Come and Dress St Caron’s Well

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Calling all artists, craft and other makers—-An open invitation to let your imagination run wild and join us to dress St Caron’s well.

St Caron’s Day falls on the 5th March and we’re planning a Welsh bagpipe led ‘ritual walk’ with Ceri Rhys Matthews to St Caron’s well, Tregaron.
Well dressing is prevalent across the United Kingdom. Across Wales and the UK there are ceremonies and folkloric customs associated with wells.
As far as I can tell, there’s no specific custom associated with St Caron’s well on St Caron’s day. So, this is a great opportunity to use your imagination. We can make our own tradition and celebrate St Caron and all things Tregaron.
Some wells are dressed with flowers, colourful rags, pins even. We have some ideas about what we will do. St Caron has been associated with the Chi Ro symbol, and maybe you could weave or paint somehting based on that? Just an idea! :
If you’d like to be involved, you don’t need to book or register, just join us on Saturday 5th March at 10.30 at Riverside Café. This is open to all. The well dressing will be filmed as part of our project on the well.
This site gives some great information and ideas about well dressing and activities over the weekend:…/st-carons-well-festival…/
If you have any questions or want to get involved in the project please DM me. Please like and share!

2 thoughts on “Come and Dress St Caron’s Well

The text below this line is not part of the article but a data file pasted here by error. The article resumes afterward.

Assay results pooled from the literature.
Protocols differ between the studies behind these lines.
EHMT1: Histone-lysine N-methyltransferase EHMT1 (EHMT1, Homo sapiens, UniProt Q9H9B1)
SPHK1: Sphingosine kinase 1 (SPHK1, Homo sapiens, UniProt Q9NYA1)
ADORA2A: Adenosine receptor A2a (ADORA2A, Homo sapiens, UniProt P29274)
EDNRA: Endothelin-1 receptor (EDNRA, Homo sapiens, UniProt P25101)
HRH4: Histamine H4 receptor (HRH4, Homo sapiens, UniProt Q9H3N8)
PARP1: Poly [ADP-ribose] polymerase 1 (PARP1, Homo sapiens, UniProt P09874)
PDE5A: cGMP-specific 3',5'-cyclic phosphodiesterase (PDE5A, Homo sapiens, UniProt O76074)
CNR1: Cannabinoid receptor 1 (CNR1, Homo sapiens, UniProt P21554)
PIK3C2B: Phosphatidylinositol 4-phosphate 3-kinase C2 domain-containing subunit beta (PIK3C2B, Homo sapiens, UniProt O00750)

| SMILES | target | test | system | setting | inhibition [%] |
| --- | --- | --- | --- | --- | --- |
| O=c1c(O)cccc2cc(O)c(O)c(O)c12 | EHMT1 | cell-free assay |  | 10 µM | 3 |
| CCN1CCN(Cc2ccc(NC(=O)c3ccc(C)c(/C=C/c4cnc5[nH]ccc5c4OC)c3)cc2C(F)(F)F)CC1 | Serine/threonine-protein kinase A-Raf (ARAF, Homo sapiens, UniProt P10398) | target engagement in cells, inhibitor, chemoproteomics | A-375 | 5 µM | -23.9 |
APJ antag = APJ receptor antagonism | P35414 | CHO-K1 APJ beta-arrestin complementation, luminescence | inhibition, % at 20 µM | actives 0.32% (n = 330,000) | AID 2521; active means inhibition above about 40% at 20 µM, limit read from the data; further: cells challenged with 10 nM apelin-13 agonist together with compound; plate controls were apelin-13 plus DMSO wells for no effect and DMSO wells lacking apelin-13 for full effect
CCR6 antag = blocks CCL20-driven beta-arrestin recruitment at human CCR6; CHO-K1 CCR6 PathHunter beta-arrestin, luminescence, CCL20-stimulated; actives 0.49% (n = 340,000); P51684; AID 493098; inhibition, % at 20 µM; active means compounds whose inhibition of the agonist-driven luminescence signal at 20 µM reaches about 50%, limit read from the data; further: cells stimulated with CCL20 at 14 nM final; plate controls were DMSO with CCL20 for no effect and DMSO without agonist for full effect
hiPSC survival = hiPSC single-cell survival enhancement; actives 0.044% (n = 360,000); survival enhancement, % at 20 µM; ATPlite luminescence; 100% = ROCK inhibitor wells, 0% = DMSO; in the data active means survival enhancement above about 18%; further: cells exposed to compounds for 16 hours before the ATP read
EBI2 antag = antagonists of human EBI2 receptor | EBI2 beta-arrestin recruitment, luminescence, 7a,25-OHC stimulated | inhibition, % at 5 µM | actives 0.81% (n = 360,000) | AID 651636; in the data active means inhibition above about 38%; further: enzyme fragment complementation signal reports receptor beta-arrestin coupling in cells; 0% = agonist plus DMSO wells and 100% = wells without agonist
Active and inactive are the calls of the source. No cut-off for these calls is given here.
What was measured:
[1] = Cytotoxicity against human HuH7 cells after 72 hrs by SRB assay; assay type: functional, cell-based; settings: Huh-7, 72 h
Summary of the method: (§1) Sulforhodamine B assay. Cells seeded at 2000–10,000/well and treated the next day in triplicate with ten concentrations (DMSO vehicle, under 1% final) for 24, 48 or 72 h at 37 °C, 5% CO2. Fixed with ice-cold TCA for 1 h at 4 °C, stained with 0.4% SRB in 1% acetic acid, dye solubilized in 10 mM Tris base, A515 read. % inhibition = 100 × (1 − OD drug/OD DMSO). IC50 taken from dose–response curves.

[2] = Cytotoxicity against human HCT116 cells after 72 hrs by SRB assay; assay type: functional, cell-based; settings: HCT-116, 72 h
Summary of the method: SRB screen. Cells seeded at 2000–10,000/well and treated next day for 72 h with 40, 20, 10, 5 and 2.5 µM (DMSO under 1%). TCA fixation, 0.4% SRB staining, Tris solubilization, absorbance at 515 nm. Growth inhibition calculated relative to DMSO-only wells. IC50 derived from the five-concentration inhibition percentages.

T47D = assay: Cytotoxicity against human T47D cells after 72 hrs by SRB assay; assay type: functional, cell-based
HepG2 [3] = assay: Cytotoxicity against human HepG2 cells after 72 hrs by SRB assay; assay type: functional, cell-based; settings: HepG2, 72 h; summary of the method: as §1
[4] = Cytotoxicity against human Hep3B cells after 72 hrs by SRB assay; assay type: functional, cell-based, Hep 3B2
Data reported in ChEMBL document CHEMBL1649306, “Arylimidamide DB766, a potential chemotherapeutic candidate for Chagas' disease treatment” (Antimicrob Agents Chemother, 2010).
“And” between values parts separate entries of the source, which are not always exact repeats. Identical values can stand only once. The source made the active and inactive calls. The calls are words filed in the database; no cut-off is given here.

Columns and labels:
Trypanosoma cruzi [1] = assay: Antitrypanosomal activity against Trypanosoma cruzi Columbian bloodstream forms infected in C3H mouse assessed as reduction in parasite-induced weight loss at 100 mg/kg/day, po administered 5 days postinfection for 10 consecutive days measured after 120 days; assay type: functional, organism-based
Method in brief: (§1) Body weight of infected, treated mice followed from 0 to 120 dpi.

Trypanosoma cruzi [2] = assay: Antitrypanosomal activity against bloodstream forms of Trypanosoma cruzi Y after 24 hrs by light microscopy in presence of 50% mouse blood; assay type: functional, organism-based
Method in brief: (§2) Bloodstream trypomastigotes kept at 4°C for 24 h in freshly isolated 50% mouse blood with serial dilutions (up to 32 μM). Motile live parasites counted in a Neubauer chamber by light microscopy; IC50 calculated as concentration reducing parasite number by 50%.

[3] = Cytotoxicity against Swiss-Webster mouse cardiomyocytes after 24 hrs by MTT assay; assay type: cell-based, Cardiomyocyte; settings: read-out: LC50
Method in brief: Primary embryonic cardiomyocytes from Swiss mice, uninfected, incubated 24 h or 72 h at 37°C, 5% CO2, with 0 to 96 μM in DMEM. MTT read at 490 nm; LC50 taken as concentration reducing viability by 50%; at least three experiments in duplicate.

Katherine Stewart said:
    February 16, 2022 at 12:51 pm

    Annwyl Dafydd,

    Great blog, been having a little read. I especially like the geological references (being a geographer from Aberystwyth/ Lampeter Unis). I am hoping to be able to make it to the well dressing, but things are up in the air for me. In the meantime, I have an obscure brochure/ handbook from Dyfed Archaeological Trust, which mentions Ffynnon Caron, especially in connection to a tradition of drinking the water at Easter time with the addition of sugar!

    If you’d like a screenshot of the pages/ brochure, drop me an email and I’ll send it over. There is a huge section in Welsh, which I think relates to Ffynnon Caron, and then a couple of random sentences in English, “Swains and maids used to resort in Easter Day to drink the mother of all liquors produced by this spring. … The company assembled at the well, having drunk several pints of the clear water, sang the verses.” (notes from, apparently).

    On a personal note, I’m somewhat devoted to Saint Brighid/ Sant Ffraid and I do like making her crosses from reeds, which are nice hung in the trees near to wells.

    Cofion Cynnes,


      dafyddroberts responded:
      October 22, 2022 at 5:23 am

      Hi Katherine-see you for the lantern making-I just remembered your interest in Saint Brighid/ Sant Ffraid-this is something we coudl do too?

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